Boarding at Freemantle, Western AustraliaSingaporeAfter nearly six weeks we sailed from Freemantle in another Russian ship M.V. Turkmenia, a smaller vessel, to sail through the Indian Ocean and thence the Java Sea to Singapore. We found the contast remarkable; Perth was burnt brown by the hot sun but Singapore was beautifully green. I was invited to a meeting with the British High Commissioner to discuss trade and drove in his car with him to attend a luncheon of businessmen at which I was to give an after lunch address. It was a unique experience to drive through the streets of Singapore with the Union Flag flying on the front of the car, my thoughts going back to the time not long before when Singapore had been occupied by the Japanese. Mabel was the mainstay of our retirement years and centre of enjoyment in the years we shared with our family. We took immense pride in the way our son and daughter faced up to challenges of life and thoroughly enjoyed the enormous privilege of sharing in the lives of their children – our five grandchildren. We wanted to reach out to our own parents and have them share in all this love that surrounded us.We kept active in ‘public’ life as Mabel supported and worked hard beside me when I was chairman of appeal to raise the money to build St Mary’s Hospice in Birmingham. She helped with the letters we sent out, roped in her friends and held ‘At Homes’ at Westerly. She also loved working for the Methodist Church and when I became Church treasurer was active in all the efforts to keep our little corner of the Methodist Ministry well-funded for the work it had to do. We still had official functions to attend but travel was part and parcel of our life together.We were fortunately to be able to travel extensively in America, a country she loved to visit and once declared she could happily settle in San Antonio, Texas. Mabel always enjoyed New York found it exciting place to visit, but was full of interest in whereever she went and usually added to her long list of friends. When crossing in the QE2 we met a family from Long Island and Mabel corresponded regularly with them and in due course spent time at their home of several acres just an hour from the centre of New York! Mabel also liked Bermuda.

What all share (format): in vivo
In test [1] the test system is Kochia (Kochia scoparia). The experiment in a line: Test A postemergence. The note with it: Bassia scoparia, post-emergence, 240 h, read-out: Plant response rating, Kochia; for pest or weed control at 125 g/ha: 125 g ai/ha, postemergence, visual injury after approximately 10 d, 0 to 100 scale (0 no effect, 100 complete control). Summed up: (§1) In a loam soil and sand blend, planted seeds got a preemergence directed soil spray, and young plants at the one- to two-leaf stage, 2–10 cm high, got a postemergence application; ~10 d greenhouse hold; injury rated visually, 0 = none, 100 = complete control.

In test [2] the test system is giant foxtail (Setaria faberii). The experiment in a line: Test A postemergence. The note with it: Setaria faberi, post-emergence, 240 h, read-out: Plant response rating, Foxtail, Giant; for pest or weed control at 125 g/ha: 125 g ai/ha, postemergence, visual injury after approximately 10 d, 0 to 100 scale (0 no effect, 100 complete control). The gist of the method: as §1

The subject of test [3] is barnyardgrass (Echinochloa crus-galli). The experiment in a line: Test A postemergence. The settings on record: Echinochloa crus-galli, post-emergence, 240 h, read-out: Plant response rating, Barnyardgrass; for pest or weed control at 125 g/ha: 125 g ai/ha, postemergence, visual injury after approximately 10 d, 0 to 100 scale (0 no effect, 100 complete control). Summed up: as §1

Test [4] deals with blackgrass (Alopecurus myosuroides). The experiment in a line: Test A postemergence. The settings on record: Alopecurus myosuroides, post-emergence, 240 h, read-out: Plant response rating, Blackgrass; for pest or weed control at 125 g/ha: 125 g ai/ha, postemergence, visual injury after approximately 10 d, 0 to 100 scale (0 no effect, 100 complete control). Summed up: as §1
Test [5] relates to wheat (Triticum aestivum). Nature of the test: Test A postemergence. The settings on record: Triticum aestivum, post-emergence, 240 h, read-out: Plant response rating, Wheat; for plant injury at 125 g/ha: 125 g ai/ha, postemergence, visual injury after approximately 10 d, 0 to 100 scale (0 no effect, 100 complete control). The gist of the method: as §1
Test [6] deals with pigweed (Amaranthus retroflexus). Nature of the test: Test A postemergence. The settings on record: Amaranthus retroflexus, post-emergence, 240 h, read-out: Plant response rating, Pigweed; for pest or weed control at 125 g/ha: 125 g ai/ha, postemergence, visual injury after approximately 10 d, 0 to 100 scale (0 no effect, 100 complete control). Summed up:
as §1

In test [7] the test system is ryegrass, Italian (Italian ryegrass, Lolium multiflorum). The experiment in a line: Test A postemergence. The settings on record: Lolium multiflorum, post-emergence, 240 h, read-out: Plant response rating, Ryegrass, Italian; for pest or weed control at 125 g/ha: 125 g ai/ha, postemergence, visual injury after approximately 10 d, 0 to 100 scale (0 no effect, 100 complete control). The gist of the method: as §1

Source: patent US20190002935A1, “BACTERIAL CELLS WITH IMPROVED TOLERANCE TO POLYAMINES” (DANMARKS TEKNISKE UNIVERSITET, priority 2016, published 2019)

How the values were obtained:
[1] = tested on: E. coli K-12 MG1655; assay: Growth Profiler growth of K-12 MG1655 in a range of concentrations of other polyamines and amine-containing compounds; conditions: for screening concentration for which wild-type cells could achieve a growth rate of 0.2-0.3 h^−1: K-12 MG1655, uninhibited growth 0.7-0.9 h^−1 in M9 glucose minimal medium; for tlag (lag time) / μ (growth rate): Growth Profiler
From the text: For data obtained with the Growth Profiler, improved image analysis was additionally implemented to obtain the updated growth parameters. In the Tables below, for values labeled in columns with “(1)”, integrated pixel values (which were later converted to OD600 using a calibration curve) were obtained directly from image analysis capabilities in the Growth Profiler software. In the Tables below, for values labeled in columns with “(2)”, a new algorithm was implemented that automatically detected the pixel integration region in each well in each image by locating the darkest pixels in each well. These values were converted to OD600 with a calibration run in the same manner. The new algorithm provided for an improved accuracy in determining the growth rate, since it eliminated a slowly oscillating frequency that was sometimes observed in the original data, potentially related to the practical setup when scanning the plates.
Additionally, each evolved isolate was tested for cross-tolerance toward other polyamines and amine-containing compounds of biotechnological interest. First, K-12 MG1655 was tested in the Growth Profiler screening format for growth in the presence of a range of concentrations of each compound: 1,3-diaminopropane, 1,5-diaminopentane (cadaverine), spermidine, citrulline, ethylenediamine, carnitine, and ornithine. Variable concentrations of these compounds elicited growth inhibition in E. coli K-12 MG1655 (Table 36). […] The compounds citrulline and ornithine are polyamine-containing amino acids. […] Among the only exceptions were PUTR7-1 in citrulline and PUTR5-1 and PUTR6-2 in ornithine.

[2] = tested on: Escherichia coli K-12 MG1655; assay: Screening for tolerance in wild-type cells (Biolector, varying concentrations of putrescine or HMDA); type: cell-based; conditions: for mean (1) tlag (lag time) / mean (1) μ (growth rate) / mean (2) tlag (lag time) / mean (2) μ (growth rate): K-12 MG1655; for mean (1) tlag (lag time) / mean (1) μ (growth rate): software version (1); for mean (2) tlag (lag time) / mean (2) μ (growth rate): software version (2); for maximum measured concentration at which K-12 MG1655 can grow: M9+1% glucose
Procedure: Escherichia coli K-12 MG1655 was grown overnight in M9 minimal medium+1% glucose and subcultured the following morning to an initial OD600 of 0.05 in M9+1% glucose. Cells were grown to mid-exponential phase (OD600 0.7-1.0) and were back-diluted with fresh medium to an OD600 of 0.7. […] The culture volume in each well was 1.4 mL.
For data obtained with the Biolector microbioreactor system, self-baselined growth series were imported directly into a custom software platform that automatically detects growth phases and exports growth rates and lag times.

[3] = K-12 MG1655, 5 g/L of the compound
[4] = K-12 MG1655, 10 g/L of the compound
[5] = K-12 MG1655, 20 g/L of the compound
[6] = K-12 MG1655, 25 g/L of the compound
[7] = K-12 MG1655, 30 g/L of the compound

In South Africa when we visited Cape Town she was appalled at the inhuman regime of apartheid. Whilst waiting at a bus stop on our way to go to the top of Table Mountain, got in conversation with a coloured lady and she and Mabel were obviously delighted to meet each other. When the bus arrived Mabel urged her forward to enter the bus ahead of her but the lady said ‘Oh, no! I have to use the rear entrance!’ Mabel was so concerned and during our time there fretted at the injustice which could thrive in such a beautiful country.One of the many interesting holidays we had during our ‘retirement’ was a couple of weeks in Israel: we wanted to visit the Holy Land. We stayed in Netanya, between Tel Aviv and Haifa, our hotel on the cliff-top with magnificent views over the Mediterrean. We walked a lot and travelled on various tours, including a visit to Jerusalem and many of the Holy places, but in Jerusalem we were sadly disappointed by the rampant commercialism at the Holy sites. It was only when we stood by the Sea of Galilee that we could feel the special peace of the Holy Land and feel that you were close to where Jesus had once walked. On another tour we passed a geat number of defensive sites and burnt-out tanks lying by the side of the road as we journeyed up to the Golan Heights which were captured from Syria the land of the New Testament.After completing my year as President of the Birmingham Chamber of Commerce, at which the Prime Minister Mrs Margaret Thatcher attended my banquet as guest of honour and when I proposed the toast to Her Majesty’s Ministers, we set off for a six-week trip to Canada and America. My wish was to cross the Rockies by train and Mabel wanted to visit America to see the Grand Canyon. We travelled by air to Toronto and then armed with Canadian Railway travelcards for three weeks unrestricted travel, we made our way to Montreal and then to the beautiful city of Quebec and visit the Plains of Arabham. We had decided as we would be in and out of trains that we should travel light and keep our bagage to the minimum. However a few days before we left we attended a dinner and were seated next to the Lord Mayor of Birmingham and whilst talking to him about the first ever trade mission coming from Canada to Birmingham, he warmly responded to my suggestion that he might like me to hand a personal letter in to the Prime Minister’s office when we passed through Ottowa to say how delight he was as Lord Mayor that the Canadian Trade Mission had chosen Birmingham and was very much looking forward to greeting them. When I went to collect the letter found he had decided to send with it a set of engraved crystal goblets to Prime Minister Pierre Trudeau and suddenly we were encumbered with this delicate parcel which Mabel and I had fears of getting broken en route or mislaid or stolen at our various stopovers. We had a ritual of asking for the package to be locked up in the Hotel safe! When Mabel and I called to hand over the crystal goblets engraved with the Birmingham Coat-of-Arms a message was sent to the Prime Minister who was leading the debate about the transferrence of powers from Westminster to the Canadian Parliament. He sent his Secretary of State for Trade and Industry to meet us and to convey his apology as his presence was required in the Commons. We had coffee with him as we sat and talked about our plans to cross Canada he suggested we make a point of visiting Vancouver Island.